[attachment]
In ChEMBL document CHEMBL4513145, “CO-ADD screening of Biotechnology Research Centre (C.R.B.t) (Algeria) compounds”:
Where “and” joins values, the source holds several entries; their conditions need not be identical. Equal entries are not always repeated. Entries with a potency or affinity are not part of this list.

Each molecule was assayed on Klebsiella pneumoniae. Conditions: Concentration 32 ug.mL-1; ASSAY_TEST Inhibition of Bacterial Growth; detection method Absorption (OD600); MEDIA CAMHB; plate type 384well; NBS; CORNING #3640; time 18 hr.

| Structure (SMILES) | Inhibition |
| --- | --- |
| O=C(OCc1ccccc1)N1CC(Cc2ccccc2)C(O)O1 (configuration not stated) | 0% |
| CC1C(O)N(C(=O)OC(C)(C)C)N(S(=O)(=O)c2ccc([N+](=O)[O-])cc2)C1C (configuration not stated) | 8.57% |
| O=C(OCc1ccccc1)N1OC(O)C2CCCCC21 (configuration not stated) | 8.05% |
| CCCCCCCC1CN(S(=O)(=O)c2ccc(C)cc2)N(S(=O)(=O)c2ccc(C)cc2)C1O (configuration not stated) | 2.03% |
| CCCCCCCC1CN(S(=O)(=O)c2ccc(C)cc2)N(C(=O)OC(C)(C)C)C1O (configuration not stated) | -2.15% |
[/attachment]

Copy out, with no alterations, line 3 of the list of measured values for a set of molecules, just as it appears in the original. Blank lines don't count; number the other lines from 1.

Each molecule was assayed on Klebsiella pneumoniae. Conditions: Concentration 32 ug.mL-1; ASSAY_TEST Inhibition of Bacterial Growth; detection method Absorption (OD600); MEDIA CAMHB; plate type 384well; NBS; CORNING #3640; time 18 hr.